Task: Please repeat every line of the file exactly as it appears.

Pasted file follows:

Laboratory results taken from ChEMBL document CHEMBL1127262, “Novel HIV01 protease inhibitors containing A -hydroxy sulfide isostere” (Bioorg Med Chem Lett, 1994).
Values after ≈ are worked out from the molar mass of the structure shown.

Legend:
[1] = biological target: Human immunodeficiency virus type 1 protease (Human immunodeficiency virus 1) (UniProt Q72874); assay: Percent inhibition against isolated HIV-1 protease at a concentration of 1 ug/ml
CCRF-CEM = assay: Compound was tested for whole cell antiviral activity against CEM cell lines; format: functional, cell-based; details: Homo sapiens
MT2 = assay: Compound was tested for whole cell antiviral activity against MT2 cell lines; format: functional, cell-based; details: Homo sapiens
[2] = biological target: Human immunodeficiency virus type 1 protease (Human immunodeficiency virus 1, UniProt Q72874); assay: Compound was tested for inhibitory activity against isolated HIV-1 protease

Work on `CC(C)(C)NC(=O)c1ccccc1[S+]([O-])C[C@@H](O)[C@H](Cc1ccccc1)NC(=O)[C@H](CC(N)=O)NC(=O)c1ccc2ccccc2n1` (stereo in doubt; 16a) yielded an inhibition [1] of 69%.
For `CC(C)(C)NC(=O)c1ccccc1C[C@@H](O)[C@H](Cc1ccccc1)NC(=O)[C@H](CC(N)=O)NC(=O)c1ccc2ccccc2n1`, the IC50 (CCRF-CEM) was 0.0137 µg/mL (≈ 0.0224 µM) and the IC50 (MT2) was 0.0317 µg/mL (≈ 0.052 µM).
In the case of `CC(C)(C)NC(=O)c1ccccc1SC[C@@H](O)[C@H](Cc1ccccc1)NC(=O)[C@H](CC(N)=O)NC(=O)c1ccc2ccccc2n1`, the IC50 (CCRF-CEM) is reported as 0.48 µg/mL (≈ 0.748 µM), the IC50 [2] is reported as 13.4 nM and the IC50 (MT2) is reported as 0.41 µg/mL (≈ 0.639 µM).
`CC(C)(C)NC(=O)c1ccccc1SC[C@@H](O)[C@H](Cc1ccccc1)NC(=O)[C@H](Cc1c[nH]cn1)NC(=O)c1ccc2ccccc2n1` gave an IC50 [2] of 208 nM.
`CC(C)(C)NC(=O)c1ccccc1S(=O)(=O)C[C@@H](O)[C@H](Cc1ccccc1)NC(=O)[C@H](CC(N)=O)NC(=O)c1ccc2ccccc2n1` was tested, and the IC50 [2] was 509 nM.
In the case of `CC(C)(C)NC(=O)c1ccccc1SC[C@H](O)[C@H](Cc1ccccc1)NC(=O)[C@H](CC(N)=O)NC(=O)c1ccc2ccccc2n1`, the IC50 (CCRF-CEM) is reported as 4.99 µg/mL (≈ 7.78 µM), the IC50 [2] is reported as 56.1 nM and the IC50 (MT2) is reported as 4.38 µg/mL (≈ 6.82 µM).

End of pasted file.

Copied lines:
Laboratory results taken from ChEMBL document CHEMBL1127262, “Novel HIV01 protease inhibitors containing A -hydroxy sulfide isostere” (Bioorg Med Chem Lett, 1994).
Values after ≈ are worked out from the molar mass of the structure shown.

Legend:
[1] = biological target: Human immunodeficiency virus type 1 protease (Human immunodeficiency virus 1) (UniProt Q72874); assay: Percent inhibition against isolated HIV-1 protease at a concentration of 1 ug/ml
CCRF-CEM = assay: Compound was tested for whole cell antiviral activity against CEM cell lines; format: functional, cell-based; details: Homo sapiens
MT2 = assay: Compound was tested for whole cell antiviral activity against MT2 cell lines; format: functional, cell-based; details: Homo sapiens
[2] = biological target: Human immunodeficiency virus type 1 protease (Human immunodeficiency virus 1, UniProt Q72874); assay: Compound was tested for inhibitory activity against isolated HIV-1 protease

Work on `CC(C)(C)NC(=O)c1ccccc1[S+]([O-])C[C@@H](O)[C@H](Cc1ccccc1)NC(=O)[C@H](CC(N)=O)NC(=O)c1ccc2ccccc2n1` (stereo in doubt; 16a) yielded an inhibition [1] of 69%.
For `CC(C)(C)NC(=O)c1ccccc1C[C@@H](O)[C@H](Cc1ccccc1)NC(=O)[C@H](CC(N)=O)NC(=O)c1ccc2ccccc2n1`, the IC50 (CCRF-CEM) was 0.0137 µg/mL (≈ 0.0224 µM) and the IC50 (MT2) was 0.0317 µg/mL (≈ 0.052 µM).
In the case of `CC(C)(C)NC(=O)c1ccccc1SC[C@@H](O)[C@H](Cc1ccccc1)NC(=O)[C@H](CC(N)=O)NC(=O)c1ccc2ccccc2n1`, the IC50 (CCRF-CEM) is reported as 0.48 µg/mL (≈ 0.748 µM), the IC50 [2] is reported as 13.4 nM and the IC50 (MT2) is reported as 0.41 µg/mL (≈ 0.639 µM).
`CC(C)(C)NC(=O)c1ccccc1SC[C@@H](O)[C@H](Cc1ccccc1)NC(=O)[C@H](Cc1c[nH]cn1)NC(=O)c1ccc2ccccc2n1` gave an IC50 [2] of 208 nM.
`CC(C)(C)NC(=O)c1ccccc1S(=O)(=O)C[C@@H](O)[C@H](Cc1ccccc1)NC(=O)[C@H](CC(N)=O)NC(=O)c1ccc2ccccc2n1` was tested, and the IC50 [2] was 509 nM.
In the case of `CC(C)(C)NC(=O)c1ccccc1SC[C@H](O)[C@H](Cc1ccccc1)NC(=O)[C@H](CC(N)=O)NC(=O)c1ccc2ccccc2n1`, the IC50 (CCRF-CEM) is reported as 4.99 µg/mL (≈ 7.78 µM), the IC50 [2] is reported as 56.1 nM and the IC50 (MT2) is reported as 4.38 µg/mL (≈ 6.82 µM).